They are said, too, before the first words of תפילת העמידה, Tefilat HaAmidah, the Standing Prayer, the keystone of the Jewish liturgy: יז אֲדֹנָי, שְׂפָתַי תִּפְתָּח; וּפִי, יַגִּיד תְּהִלָּתֶךָ.
The prayer that should never be interruped, was interrupted on Tuesday in a synagogue in Jerusalem. And then seven people were dead. Four rabbis, a police officer, two attackers.
This morning I prayed with this unsparing photo of the carnage up on my computer: the prayer book soaked in blood, the white and black stripes of a man's tallit stark against the crimson, the strands of the tallit tangled with the detritus of the emergency response. I wanted to look unflinchingly into the horror, not to pretty it up for prayer, or to try to tuck it onto my list of terrors to pray never come close. I thought many times about whether to use the photo to illustrate this post. But for now, it is merely linked, and instead my prayer space is here, the red strands of the stole gently evocative of the scene in Jerusalem. Perhaps too gently.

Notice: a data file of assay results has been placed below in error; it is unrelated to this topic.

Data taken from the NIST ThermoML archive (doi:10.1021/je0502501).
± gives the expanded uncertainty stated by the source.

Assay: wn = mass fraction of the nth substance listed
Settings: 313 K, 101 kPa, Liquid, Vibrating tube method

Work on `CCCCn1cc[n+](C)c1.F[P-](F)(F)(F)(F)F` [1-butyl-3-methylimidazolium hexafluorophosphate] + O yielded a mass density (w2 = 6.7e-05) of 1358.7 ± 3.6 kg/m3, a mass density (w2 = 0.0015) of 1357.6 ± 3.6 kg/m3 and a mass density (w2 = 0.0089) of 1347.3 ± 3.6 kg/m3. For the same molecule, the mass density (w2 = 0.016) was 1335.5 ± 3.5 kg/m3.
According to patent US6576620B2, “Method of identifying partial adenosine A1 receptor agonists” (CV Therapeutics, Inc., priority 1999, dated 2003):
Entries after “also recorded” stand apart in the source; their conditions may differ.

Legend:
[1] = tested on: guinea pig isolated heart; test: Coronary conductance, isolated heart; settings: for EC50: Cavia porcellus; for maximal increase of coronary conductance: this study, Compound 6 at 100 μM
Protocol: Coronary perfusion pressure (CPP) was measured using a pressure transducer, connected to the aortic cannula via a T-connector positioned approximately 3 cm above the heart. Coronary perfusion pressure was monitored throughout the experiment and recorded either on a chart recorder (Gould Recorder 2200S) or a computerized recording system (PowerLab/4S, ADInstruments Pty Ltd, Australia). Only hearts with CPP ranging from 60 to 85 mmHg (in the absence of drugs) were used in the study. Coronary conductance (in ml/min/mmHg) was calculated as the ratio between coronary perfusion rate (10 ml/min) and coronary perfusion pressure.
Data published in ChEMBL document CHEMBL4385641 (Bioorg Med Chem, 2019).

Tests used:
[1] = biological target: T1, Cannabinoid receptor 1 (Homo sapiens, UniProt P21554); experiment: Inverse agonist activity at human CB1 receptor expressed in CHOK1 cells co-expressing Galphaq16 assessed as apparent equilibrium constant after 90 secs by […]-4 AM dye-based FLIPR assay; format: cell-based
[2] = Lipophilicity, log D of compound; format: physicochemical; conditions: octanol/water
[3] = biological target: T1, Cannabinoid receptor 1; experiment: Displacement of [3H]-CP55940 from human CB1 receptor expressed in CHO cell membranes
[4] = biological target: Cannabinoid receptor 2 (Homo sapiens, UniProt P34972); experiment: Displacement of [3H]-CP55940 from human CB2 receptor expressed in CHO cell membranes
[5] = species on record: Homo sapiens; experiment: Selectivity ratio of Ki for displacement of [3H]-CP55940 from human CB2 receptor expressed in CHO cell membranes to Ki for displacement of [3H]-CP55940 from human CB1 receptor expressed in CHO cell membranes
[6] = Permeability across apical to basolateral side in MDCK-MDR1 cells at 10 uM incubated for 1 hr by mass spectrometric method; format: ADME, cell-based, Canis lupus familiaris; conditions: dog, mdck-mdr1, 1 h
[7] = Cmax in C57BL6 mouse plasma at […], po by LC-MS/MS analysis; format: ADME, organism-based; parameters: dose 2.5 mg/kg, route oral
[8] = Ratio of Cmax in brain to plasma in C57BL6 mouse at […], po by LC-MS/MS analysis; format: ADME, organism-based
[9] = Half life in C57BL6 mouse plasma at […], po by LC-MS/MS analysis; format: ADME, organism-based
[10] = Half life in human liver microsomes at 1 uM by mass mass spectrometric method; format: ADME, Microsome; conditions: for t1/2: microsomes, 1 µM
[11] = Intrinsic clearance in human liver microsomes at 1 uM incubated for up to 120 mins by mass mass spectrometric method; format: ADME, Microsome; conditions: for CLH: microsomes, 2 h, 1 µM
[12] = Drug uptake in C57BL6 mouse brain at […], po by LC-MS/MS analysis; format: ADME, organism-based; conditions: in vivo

As I prayed, I was acutely aware that nearly every word coming from my mouth was sacred first to the Jewish tradition. Psalm 36, Judith, Psalm 47, Tobit. Our texts weave in and out of each other, the Benedictus and the Amidah. May the dawn from on high break upon us, to shine on those who dwell in darkness.... He who makes peace in His heavens, may He make peace for us...
We pray, and our prayers weave in and out of one another's sacred texts, criss-cross through one another's sacred spaces. We cannot separate ourselves from this horror, say that what has happened has not happened to us, does not call us to wail aloud, to beg with the psalmist that the bones that have been crushed might be made whole.
We want to call the words our own, to possess them, yet we begin by acknowledging that we do not even hold the key.
Open our lips, O Lord, and guide our feet into the way of peace. Make us whole.
Fran of There Will Be Bread pointed us to Alden Solovy's prayer for mothers at To Bend Light this morning. The last line of the prayer kept winding me back to the Benedictus: May the dawn from on high break upons us, to shine on those who dwell in darkness and the shadow of death, and guide our feet into the way of peace.